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Nearly 25 percent of all cars sold in Norway were electric

Staff writer |
With generous incentives that include zero sales tax, free parking and charging and the right to drive in bus lanes, Norway has managed to reach the target of having 50,000 electric cars on the roads two years early.

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Only in March, nearly 25 percent of all cars sold in Norway were electric. In addition, hybrid cars have nearly 10 percent of the market, Dinside reports.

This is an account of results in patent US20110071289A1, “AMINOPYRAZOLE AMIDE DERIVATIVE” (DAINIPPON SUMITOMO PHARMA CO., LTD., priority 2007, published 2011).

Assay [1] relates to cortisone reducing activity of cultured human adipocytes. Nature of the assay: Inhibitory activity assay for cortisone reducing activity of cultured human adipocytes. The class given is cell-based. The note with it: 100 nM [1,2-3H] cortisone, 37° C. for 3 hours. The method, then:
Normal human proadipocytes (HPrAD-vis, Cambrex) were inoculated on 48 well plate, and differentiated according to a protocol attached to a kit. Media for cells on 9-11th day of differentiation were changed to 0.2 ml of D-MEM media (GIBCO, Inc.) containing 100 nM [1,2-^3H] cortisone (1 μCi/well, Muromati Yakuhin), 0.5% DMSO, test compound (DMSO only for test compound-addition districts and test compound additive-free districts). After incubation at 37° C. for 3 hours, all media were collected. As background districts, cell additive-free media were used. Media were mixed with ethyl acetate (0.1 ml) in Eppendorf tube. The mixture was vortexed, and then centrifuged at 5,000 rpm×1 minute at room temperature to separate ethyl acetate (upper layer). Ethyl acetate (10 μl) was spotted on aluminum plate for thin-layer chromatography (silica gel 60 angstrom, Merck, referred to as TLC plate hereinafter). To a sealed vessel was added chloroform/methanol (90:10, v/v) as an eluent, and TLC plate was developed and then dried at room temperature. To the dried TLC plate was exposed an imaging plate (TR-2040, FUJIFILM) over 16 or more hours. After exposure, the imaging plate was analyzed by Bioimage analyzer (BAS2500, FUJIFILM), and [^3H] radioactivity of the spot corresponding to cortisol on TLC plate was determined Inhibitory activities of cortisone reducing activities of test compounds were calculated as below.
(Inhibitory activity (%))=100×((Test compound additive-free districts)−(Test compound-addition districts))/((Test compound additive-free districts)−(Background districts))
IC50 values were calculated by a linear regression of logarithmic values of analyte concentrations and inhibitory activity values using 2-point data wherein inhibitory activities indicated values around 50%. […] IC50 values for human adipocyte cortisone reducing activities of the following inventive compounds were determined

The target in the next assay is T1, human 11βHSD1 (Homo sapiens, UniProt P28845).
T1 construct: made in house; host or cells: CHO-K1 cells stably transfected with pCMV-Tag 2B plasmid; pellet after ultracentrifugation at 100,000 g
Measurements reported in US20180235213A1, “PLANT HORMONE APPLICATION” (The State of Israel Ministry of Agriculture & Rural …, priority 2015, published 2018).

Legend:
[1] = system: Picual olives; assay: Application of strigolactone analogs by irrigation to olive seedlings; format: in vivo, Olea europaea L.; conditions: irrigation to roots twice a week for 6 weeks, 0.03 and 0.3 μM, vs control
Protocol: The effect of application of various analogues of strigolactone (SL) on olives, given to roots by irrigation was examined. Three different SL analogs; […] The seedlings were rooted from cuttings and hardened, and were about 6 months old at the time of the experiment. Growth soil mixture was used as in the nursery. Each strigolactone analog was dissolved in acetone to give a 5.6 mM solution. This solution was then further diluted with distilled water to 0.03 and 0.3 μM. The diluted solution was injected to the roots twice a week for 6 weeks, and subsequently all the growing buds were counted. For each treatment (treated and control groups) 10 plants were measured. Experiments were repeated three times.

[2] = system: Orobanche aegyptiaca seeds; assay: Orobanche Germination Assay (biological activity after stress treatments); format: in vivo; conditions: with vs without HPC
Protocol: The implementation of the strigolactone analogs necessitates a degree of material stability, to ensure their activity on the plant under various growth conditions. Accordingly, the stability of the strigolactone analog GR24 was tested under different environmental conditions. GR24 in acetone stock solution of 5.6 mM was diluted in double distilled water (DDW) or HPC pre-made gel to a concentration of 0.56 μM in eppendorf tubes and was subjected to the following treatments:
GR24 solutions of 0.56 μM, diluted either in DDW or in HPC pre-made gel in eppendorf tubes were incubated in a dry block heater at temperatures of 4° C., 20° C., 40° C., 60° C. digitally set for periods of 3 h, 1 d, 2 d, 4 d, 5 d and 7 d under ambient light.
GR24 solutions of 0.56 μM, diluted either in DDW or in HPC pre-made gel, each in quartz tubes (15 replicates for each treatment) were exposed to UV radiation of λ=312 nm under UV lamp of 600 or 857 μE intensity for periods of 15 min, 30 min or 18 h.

The number of new electric cars led the Norwegian car market to hit a record low CO₂ emission, with only 93 g/km averaged by new vehicles registered. In comparison, the average CO₂ emission by new cars in Europe in 2014 was 127 g/km.

For Norway, a country with a population of a little over five million, reaching a total of 50,000 electric cars on its roads is a significant achievement. But all the incentives to make people buy electric cars have also cost the Norwegian government a significant amount of money.

According to Norway’s Minister of Finance Siv Jensen, the country is losing NOK 3-4 billion (€355 million-€474 million) in lost tax revenue per year, NRK reported.

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